As shown in Table \(\PageIndex{1}\), there is a main effect for Task Presentation; overall, performance was better using computer than using paper.  (There is also a main effect for Task Difficulty; overall, performance was better on the easier task, but the means are shown to make these examples easier to follow.). 

    What’s the qualification?

    The interaction shows that both Task Presentation and Task Difficulty affect the DV. 

    What does the qualification mean for the main effect?

    The pattern of the main effect of Task Presentation is consistent for both easy tasks and for hard tasks.

    Consistency amongst interactions and mains effect is the simplest relationship between a main effect and an interaction.  Let's look at one that makes interpreting the main effects more difficult.  

    Inconsistent

    An inconsistent main effect and an interaction is shown in Figure \(\PageIndex{2}\).  What's going on here?  As you can see, the top line (Level 2 of IV2) goes down sharply.  The bottom line (Level 1 of IV2) stays flat.  IV1 is represented by the endpoints of the lines, with Level A of IV1 on the left and Level B of IV1 on the right.  

    Line graph of two lines; one is flat and one is going down.

    Figure \(\PageIndex{2}\): Example data showing how an interaction exists, and a main effect does not, even though the means for the main effect may show a difference.  (CC-BY-SA Matthew J. C. Crump from 10.2 of Answering Questions with Data)

    You should see an interaction here straight away. The difference between the aqua and red points in condition A (left two dots) is huge, and there is no difference between them in condition B. Is there an interaction? Yes!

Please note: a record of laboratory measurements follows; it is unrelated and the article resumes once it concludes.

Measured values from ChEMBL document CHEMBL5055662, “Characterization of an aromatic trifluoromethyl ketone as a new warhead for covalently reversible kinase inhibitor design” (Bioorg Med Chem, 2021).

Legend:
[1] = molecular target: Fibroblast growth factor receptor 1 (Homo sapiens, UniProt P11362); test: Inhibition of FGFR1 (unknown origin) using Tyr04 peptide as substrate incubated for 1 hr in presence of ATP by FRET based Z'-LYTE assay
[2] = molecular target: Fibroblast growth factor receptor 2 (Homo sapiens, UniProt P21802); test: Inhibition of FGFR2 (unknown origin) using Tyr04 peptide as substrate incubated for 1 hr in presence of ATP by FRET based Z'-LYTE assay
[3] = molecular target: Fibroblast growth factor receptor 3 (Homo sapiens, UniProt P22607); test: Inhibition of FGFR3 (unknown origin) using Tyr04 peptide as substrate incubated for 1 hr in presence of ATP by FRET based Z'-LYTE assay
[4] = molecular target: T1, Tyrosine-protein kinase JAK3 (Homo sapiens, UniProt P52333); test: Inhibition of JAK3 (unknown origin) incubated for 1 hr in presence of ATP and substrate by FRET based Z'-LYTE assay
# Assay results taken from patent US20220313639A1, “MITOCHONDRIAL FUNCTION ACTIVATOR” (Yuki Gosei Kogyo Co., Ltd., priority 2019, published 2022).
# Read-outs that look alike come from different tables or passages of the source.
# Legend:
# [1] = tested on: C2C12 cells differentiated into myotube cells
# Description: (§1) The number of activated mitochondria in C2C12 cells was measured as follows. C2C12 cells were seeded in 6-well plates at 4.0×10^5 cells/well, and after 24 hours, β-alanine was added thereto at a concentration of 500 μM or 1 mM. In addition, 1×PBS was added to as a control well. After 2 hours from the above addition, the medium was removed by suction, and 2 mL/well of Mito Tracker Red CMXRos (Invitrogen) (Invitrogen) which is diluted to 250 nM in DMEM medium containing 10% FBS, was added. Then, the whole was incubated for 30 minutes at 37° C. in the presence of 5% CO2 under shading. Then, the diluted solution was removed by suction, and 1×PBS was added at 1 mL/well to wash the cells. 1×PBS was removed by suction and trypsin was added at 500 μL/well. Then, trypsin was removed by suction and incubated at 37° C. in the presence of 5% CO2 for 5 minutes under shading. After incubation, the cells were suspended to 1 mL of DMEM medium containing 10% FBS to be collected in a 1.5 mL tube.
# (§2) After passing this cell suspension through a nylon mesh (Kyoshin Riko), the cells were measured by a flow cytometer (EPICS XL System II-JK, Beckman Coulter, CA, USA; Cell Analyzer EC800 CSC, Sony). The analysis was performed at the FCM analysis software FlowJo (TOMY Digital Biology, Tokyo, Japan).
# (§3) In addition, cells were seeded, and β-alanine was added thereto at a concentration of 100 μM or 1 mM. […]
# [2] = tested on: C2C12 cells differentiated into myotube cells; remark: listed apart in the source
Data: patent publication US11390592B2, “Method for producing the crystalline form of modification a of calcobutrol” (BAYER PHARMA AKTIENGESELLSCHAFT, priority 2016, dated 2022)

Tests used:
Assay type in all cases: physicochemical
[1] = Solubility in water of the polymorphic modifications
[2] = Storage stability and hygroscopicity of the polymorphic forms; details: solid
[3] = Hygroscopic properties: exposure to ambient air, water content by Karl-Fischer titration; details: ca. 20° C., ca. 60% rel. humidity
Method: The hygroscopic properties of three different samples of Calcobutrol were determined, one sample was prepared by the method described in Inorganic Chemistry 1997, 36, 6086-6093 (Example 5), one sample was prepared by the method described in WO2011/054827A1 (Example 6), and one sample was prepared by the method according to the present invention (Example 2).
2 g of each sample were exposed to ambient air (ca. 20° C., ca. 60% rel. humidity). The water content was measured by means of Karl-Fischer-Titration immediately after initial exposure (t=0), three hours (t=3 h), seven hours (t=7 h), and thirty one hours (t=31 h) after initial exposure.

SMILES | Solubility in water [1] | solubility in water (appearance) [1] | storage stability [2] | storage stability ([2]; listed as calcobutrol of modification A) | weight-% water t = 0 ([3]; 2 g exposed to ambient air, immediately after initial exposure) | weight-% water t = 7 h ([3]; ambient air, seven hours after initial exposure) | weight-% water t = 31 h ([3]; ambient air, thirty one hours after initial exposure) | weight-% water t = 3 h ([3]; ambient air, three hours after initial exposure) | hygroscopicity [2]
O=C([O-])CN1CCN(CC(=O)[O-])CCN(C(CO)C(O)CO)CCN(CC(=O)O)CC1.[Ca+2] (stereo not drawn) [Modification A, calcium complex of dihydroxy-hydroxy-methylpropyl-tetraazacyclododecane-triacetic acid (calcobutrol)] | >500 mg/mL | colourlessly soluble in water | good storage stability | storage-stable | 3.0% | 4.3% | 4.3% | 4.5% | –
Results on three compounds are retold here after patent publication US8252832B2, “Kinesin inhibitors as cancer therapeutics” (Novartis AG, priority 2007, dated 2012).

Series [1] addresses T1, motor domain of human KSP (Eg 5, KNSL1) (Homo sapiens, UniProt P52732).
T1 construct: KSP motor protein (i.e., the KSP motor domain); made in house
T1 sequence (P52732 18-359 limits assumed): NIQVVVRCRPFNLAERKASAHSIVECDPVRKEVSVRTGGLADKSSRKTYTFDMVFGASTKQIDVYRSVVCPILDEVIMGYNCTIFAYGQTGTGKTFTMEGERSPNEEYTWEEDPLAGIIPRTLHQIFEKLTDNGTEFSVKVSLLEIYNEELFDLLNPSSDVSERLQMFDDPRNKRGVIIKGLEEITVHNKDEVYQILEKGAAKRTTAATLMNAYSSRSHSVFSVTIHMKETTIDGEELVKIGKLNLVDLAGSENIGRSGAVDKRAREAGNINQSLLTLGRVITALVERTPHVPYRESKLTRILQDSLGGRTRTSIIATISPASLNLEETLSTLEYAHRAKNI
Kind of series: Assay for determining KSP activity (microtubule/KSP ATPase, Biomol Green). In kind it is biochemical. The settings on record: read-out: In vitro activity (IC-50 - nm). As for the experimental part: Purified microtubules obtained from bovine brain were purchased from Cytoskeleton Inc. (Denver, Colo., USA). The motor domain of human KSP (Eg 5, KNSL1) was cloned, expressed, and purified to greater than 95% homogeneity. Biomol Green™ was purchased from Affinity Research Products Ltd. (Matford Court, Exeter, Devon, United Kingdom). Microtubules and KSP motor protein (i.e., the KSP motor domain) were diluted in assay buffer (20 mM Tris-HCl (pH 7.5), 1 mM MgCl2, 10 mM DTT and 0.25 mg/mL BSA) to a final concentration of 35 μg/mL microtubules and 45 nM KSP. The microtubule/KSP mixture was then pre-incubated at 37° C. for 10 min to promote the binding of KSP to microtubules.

Are there any main effects here? With data like this, sometimes an ANOVA will suggest that you do have significant main effects. For example, what is the mean difference between level 1 and 2 of IV2? That is the average of the green points ( (10+5)/2 = 15/2= 7.5 ) compared to the average of the red points (5). There will be a difference of 2.5 for the main effect (7.5 vs. 5).

    Starting to see the issue here? From the perspective of the main effect (which collapses over everything and ignores the interaction), there is an overall effect of 2.5. In other words, level 2 adds 2.5 in general compared to level 1. However, we can see from the graph that IV2 does not do anything in general. It does not add 2.5s everywhere. It adds 5 in condition A, and nothing in condition B. It only does one thing in one condition.

    What is happening here is that a “main effect” is produced by the process of averaging over a clear interaction. 

    How would we interpret this?

    We might have to say there was a main effect of IV2, BUT we would definetely say it was qualified by an IV1 x IV2 interaction.

    What’s the qualification?